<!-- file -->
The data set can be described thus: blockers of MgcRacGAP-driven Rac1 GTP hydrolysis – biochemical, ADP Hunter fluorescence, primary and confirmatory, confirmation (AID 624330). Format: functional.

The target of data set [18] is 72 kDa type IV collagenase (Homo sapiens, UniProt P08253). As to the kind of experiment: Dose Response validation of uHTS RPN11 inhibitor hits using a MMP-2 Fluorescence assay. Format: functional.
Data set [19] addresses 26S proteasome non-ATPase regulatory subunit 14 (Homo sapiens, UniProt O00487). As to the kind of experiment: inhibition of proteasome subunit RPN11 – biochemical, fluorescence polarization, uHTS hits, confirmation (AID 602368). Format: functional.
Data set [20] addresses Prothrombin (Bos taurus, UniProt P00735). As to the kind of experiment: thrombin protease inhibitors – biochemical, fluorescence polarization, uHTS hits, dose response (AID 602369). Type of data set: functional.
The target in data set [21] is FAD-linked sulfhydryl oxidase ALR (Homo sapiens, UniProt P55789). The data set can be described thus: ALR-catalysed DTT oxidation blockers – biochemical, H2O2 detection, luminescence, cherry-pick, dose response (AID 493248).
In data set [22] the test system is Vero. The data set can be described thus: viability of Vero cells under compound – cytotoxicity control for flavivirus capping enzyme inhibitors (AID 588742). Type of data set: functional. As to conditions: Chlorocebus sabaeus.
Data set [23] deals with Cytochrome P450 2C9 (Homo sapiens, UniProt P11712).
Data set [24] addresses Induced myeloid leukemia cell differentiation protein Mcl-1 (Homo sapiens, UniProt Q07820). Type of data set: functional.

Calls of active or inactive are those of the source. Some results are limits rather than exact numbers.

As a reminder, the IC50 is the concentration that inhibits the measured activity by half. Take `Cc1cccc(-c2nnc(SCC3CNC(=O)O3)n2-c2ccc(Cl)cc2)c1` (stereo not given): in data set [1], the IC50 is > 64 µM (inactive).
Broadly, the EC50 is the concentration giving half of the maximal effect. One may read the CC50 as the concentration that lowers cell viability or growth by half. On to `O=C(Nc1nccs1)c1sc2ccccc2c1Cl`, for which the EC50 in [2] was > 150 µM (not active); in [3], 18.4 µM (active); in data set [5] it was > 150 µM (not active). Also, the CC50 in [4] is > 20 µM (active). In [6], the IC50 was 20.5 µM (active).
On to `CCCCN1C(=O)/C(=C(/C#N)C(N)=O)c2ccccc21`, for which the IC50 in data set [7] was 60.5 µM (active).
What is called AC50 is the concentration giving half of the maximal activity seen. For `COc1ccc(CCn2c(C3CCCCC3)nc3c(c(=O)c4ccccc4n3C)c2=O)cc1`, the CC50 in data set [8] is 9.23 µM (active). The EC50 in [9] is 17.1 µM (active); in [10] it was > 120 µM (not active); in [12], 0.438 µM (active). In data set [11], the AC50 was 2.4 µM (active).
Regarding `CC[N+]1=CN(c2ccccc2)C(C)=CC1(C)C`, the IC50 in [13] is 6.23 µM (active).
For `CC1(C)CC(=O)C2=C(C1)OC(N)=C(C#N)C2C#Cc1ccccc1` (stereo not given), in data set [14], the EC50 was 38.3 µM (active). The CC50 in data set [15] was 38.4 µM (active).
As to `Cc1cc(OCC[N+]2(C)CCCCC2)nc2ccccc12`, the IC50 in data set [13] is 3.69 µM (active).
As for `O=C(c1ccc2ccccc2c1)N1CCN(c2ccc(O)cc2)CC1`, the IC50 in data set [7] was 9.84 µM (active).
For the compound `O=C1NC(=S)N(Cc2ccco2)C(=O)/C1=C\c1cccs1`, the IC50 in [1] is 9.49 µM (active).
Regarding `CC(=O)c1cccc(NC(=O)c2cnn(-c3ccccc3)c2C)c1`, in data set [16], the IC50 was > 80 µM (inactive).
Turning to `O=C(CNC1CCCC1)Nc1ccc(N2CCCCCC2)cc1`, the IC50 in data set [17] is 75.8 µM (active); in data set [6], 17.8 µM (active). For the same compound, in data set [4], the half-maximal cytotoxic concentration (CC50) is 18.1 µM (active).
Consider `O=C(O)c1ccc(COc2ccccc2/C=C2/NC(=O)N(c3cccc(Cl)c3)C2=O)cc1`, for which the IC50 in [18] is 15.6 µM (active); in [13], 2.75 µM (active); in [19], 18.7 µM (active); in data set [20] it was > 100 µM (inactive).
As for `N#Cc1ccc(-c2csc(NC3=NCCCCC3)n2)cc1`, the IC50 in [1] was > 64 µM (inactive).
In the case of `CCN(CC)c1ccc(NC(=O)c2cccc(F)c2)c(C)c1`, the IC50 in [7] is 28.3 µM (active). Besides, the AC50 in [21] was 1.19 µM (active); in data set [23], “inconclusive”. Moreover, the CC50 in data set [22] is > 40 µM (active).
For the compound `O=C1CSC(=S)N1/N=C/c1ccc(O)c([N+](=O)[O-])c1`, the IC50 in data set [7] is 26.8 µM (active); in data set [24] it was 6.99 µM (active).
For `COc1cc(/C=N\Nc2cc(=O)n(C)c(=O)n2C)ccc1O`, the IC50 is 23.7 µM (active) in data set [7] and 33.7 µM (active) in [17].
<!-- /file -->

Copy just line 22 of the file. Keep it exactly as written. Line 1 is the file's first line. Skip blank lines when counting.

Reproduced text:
As for `N#Cc1ccc(-c2csc(NC3=NCCCCC3)n2)cc1`, the IC50 in [1] was > 64 µM (inactive).